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Travel Health

Insurance and getting free medical care abroad

At present, the UK has reciprocal travel agreements with some other countries, so if you are a UK citizen you may be able to receive emergency medical treatment whilst abroad. For further information about individual countries and what to do, see the Department of Health website.

If you are travelling to an EU country, you will need a European Health Insurance Card (EHIC) or a UK Global Health Insurance Card (GHIC).  You can continue to use your EHIC if it is still in date.  If you don’t have an EHIC or it had expired, you will need to apply for a GHIC.  This will allow you to access emergency or medically necessary state healthcare in Europe for the same cost as a resident in the country you’re visiting. As each healthcare system is different, what is covered by the card and whether you will be charged for treatment will vary depending on where you are travelling to.

You can find further information on what is covered by the EHIC/GHIC, how to apply and exceptions to the scheme on the links below:

gov.uk

NHS

Please be aware that the EHIC/GHIC does not cover everything (for example, medical repatriation), therefore you should always get appropriate travel insurance with healthcare cover before you go abroad.

It's particularly important you get travel insurance with the right cover if you have a pre-existing medical condition.  This is because the EHIC scheme covers pre-existing conditions, while many travel insurance policies do not.  Make sure your travel insurance covers you adequately for where you are travelling to and any activities you will be doing when you get there, e.g. some activities like skiing or sky diving may require additional insurance.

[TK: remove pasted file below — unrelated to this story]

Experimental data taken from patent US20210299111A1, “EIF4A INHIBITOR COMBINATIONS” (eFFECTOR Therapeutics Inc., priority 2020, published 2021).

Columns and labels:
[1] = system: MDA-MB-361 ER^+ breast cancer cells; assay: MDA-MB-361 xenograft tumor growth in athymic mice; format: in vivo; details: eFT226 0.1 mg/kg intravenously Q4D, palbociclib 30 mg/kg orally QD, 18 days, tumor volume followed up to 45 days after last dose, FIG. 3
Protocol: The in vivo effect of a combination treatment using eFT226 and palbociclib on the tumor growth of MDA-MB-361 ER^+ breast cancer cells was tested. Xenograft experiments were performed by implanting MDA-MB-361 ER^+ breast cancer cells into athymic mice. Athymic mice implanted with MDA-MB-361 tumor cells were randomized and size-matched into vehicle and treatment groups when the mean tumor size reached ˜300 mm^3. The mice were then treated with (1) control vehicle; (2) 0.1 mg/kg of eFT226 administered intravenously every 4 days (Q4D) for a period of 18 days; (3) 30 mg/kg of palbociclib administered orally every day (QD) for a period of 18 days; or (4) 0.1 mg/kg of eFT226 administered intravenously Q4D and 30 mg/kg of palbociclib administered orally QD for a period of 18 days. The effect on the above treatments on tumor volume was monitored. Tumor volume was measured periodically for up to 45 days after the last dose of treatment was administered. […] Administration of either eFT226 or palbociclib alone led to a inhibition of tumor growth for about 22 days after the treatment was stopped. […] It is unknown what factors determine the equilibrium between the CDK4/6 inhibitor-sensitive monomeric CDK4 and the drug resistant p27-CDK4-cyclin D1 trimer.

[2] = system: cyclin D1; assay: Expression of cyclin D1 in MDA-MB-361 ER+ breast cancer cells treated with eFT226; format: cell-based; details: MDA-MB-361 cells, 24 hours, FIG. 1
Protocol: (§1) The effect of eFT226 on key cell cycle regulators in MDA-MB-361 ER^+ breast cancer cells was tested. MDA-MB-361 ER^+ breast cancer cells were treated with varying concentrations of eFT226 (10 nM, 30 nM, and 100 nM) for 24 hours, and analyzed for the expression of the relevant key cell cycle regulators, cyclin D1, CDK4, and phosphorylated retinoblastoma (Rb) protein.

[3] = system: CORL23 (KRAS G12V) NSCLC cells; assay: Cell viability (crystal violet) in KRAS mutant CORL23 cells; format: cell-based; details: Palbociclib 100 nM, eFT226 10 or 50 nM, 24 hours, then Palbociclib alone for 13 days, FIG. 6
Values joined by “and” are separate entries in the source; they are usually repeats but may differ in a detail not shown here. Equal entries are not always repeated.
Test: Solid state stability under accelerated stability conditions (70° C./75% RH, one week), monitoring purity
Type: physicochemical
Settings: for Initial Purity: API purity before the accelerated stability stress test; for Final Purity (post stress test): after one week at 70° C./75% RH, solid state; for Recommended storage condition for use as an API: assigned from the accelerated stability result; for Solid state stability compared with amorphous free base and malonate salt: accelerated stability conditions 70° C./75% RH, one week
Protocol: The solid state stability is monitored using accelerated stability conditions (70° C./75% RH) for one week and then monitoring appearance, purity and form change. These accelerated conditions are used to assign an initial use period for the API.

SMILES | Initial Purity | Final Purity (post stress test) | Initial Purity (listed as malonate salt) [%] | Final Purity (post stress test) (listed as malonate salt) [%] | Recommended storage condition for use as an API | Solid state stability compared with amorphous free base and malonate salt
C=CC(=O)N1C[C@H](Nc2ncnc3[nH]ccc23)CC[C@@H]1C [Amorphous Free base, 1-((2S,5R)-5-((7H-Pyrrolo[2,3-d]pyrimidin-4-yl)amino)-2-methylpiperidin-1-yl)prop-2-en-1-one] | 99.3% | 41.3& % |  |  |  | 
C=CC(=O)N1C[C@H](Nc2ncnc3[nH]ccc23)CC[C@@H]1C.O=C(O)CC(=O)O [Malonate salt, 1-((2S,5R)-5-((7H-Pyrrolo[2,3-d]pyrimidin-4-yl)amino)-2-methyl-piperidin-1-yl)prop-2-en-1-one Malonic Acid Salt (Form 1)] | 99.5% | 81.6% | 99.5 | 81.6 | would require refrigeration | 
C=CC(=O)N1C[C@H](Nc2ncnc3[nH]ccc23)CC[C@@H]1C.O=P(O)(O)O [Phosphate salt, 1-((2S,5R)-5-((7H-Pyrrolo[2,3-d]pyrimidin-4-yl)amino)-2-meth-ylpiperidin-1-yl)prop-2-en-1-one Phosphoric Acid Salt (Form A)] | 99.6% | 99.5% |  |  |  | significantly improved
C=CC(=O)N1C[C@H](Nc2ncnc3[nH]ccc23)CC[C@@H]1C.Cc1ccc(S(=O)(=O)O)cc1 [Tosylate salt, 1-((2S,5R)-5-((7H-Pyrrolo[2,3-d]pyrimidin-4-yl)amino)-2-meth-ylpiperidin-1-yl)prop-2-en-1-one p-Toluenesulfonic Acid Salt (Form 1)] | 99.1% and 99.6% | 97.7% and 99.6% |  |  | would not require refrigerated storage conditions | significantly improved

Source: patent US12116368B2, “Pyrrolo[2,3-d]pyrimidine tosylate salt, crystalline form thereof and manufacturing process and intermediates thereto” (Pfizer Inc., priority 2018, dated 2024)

Get several quotations for your travel insurance before you buy.

You can read advice on buying travel insurance with the right cover.

Immunisation

Your GP will be able give you more information about what vaccinations you need for different countries. You should check this out as soon as you know where you are going to be travelling to, and at least six weeks before you travel.

Check here each time you travel for further details about immunisations and medical care abroad. Travel advice changes, so you should bear this in mind and re-check before each new trip. The link above will give you advice about cost of immunisations and medical care, as well as advice on what to take with you.

General Points

If you are on any kind of prescribed medication, make sure you take enough with you to last the full duration of your journey.

Check whether the medication you are taking is restricted in any way in terms of taking it out of the UK or the country which you are intending to visit - if you have any questions, contact Home Office Drugs Licensing Unit.

Carry details with you about any existing medical condition you have - ask your GP for more advice about this.

Have a dental check up before you travel.

Deep Vein Thrombosis (DVT or a blood clot in the leg) can happen on long journeys, due to immobility. Minimise your risk of DVT by getting up and moving around if you can, or at least moving your legs around. Make sure you do not become dehydrated by drinking plenty of clear fluids and avoiding alcohol. Some factors mean you are at an increased risk of DVT. These include a family history of clotting conditions, previous history of DVT, recent major surgery, heart disease and cancer. Please check with your GP for further information.

For further information on travel advice by country, including information relating to health, see Foreign Travel Advice.


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